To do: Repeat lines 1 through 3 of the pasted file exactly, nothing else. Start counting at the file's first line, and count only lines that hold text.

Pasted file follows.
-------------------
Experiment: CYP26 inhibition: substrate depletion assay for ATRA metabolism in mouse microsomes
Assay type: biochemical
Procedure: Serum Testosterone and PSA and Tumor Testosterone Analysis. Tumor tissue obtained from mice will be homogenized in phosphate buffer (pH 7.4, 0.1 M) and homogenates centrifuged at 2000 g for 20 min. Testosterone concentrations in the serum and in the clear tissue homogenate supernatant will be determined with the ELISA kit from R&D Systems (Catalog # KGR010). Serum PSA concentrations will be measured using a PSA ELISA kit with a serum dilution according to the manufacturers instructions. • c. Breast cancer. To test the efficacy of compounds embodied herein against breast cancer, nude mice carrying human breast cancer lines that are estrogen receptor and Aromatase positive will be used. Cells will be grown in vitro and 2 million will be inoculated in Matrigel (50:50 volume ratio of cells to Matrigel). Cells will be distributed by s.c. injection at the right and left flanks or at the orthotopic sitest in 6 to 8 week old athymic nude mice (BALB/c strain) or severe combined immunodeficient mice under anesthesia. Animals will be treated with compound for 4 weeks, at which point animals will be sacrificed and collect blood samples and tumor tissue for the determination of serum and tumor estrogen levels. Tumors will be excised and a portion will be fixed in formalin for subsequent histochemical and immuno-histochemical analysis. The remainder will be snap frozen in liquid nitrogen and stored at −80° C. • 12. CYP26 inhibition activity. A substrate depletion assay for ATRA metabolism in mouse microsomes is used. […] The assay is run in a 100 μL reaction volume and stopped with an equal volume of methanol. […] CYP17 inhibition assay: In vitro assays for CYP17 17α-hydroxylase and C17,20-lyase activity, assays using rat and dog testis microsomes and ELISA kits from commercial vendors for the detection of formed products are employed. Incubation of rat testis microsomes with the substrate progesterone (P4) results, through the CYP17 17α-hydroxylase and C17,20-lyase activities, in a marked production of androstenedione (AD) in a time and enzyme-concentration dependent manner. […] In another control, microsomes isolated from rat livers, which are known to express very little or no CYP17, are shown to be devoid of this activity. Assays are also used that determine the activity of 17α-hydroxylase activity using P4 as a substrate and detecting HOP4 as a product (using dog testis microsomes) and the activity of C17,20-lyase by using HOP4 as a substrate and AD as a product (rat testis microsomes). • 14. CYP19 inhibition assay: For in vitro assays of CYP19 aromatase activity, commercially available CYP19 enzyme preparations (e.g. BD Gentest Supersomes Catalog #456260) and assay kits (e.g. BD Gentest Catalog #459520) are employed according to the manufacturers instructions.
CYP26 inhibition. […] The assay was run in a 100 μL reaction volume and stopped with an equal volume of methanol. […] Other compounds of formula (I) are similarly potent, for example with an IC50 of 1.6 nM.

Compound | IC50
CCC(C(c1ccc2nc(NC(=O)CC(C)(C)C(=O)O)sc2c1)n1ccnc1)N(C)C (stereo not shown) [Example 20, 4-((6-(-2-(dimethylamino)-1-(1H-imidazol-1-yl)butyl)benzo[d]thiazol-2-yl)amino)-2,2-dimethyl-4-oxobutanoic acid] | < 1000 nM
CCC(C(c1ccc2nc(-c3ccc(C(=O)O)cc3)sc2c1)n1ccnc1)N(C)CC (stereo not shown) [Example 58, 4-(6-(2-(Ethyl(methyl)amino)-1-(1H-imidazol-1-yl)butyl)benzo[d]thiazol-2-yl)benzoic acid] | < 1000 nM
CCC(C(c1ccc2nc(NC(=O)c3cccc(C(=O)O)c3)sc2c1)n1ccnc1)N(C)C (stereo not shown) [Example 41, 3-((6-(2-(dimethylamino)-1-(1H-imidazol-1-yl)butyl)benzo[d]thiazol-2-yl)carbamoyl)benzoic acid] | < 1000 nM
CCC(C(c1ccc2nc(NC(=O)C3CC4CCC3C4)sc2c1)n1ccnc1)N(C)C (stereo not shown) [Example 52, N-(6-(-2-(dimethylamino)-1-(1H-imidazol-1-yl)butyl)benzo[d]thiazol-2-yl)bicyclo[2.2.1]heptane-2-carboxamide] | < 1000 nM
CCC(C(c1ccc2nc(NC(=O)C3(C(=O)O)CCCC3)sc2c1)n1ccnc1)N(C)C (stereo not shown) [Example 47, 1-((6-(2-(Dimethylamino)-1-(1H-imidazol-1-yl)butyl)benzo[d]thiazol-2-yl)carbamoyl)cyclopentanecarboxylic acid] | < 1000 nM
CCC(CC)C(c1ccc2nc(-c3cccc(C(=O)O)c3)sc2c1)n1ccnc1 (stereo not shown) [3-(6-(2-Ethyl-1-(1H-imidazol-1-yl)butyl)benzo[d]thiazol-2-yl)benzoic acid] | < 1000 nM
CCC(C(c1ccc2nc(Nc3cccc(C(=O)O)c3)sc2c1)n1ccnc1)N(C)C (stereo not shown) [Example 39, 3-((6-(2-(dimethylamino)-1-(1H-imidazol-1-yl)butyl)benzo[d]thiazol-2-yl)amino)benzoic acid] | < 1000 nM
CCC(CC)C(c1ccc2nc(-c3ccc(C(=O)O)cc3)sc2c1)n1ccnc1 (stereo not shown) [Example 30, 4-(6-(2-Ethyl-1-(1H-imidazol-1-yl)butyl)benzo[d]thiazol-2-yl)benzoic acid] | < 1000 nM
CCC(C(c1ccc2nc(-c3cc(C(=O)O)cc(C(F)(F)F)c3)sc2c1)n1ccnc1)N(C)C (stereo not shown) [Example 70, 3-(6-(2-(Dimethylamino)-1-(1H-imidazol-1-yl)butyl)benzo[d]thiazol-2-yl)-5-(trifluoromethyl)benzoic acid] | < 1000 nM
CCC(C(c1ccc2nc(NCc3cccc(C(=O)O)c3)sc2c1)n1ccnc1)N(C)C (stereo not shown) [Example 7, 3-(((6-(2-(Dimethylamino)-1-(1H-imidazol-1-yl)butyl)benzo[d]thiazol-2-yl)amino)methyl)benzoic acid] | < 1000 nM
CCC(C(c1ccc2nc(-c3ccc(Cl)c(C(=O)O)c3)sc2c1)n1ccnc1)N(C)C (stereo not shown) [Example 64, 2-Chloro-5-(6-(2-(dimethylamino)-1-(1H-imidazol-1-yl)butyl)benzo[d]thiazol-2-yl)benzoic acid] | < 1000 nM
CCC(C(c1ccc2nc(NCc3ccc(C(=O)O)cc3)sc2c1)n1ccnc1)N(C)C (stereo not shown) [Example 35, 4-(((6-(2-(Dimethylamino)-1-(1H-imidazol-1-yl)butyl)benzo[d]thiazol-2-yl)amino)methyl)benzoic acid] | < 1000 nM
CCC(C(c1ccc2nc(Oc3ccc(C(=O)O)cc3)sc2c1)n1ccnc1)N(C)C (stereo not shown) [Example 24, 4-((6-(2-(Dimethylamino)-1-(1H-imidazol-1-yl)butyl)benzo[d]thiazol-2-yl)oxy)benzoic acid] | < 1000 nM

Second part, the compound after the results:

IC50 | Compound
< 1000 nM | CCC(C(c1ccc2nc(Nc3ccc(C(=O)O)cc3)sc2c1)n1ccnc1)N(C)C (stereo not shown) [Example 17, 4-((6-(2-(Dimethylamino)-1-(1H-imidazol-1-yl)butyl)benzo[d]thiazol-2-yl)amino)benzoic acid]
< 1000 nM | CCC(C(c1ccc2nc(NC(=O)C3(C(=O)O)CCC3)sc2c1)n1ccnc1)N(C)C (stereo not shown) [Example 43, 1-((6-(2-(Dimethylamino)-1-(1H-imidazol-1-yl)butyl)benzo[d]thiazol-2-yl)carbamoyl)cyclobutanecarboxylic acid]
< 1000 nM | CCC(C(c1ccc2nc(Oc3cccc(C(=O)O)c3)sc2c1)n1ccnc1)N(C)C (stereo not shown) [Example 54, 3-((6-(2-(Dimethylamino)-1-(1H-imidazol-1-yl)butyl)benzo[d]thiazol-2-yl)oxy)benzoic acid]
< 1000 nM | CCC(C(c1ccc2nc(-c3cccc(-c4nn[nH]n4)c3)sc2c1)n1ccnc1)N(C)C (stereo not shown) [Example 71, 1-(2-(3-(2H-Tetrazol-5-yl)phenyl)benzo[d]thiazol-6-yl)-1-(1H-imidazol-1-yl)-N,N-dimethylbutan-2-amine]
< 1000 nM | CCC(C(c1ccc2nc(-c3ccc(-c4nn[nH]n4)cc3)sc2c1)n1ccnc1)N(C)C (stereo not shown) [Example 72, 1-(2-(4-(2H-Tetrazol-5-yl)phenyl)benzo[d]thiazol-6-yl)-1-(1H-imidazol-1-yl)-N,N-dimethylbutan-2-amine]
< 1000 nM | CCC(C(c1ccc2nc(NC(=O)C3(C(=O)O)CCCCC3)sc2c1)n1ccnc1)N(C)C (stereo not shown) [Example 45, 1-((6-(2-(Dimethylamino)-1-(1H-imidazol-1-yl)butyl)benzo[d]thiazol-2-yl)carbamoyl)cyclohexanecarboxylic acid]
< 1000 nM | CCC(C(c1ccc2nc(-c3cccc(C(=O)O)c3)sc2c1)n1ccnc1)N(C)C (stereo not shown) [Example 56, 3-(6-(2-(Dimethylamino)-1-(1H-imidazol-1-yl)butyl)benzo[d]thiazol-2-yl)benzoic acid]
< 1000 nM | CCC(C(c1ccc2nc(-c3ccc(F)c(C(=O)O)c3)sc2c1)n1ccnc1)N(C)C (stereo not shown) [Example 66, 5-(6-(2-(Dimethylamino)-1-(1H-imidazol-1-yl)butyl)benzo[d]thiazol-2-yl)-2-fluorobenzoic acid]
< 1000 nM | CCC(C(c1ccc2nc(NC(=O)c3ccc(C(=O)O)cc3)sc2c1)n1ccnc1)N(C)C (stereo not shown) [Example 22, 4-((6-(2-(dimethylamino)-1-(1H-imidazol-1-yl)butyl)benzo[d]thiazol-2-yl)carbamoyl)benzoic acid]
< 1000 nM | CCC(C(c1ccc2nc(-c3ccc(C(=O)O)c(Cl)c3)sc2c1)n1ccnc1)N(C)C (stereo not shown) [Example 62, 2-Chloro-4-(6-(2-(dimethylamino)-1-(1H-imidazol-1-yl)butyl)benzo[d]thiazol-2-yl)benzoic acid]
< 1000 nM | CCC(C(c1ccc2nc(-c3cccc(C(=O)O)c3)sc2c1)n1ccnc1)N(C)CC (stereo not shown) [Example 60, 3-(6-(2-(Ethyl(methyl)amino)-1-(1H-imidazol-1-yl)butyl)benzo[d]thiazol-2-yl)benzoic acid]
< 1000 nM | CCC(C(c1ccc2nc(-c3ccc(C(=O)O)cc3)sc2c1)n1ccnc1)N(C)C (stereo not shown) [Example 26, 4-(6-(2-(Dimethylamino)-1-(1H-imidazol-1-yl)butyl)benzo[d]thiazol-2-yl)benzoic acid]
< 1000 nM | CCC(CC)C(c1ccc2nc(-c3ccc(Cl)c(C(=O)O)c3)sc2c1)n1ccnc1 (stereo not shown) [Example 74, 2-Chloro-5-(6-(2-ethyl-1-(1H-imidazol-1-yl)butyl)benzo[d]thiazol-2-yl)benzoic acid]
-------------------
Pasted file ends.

Experiment: CYP26 inhibition: substrate depletion assay for ATRA metabolism in mouse microsomes
Assay type: biochemical
Procedure: Serum Testosterone and PSA and Tumor Testosterone Analysis. Tumor tissue obtained from mice will be homogenized in phosphate buffer (pH 7.4, 0.1 M) and homogenates centrifuged at 2000 g for 20 min. Testosterone concentrations in the serum and in the clear tissue homogenate supernatant will be determined with the ELISA kit from R&D Systems (Catalog # KGR010). Serum PSA concentrations will be measured using a PSA ELISA kit with a serum dilution according to the manufacturers instructions. • c. Breast cancer. To test the efficacy of compounds embodied herein against breast cancer, nude mice carrying human breast cancer lines that are estrogen receptor and Aromatase positive will be used. Cells will be grown in vitro and 2 million will be inoculated in Matrigel (50:50 volume ratio of cells to Matrigel). Cells will be distributed by s.c. injection at the right and left flanks or at the orthotopic sitest in 6 to 8 week old athymic nude mice (BALB/c strain) or severe combined immunodeficient mice under anesthesia. Animals will be treated with compound for 4 weeks, at which point animals will be sacrificed and collect blood samples and tumor tissue for the determination of serum and tumor estrogen levels. Tumors will be excised and a portion will be fixed in formalin for subsequent histochemical and immuno-histochemical analysis. The remainder will be snap frozen in liquid nitrogen and stored at −80° C. • 12. CYP26 inhibition activity. A substrate depletion assay for ATRA metabolism in mouse microsomes is used. […] The assay is run in a 100 μL reaction volume and stopped with an equal volume of methanol. […] CYP17 inhibition assay: In vitro assays for CYP17 17α-hydroxylase and C17,20-lyase activity, assays using rat and dog testis microsomes and ELISA kits from commercial vendors for the detection of formed products are employed. Incubation of rat testis microsomes with the substrate progesterone (P4) results, through the CYP17 17α-hydroxylase and C17,20-lyase activities, in a marked production of androstenedione (AD) in a time and enzyme-concentration dependent manner. […] In another control, microsomes isolated from rat livers, which are known to express very little or no CYP17, are shown to be devoid of this activity. Assays are also used that determine the activity of 17α-hydroxylase activity using P4 as a substrate and detecting HOP4 as a product (using dog testis microsomes) and the activity of C17,20-lyase by using HOP4 as a substrate and AD as a product (rat testis microsomes). • 14. CYP19 inhibition assay: For in vitro assays of CYP19 aromatase activity, commercially available CYP19 enzyme preparations (e.g. BD Gentest Supersomes Catalog #456260) and assay kits (e.g. BD Gentest Catalog #459520) are employed according to the manufacturers instructions.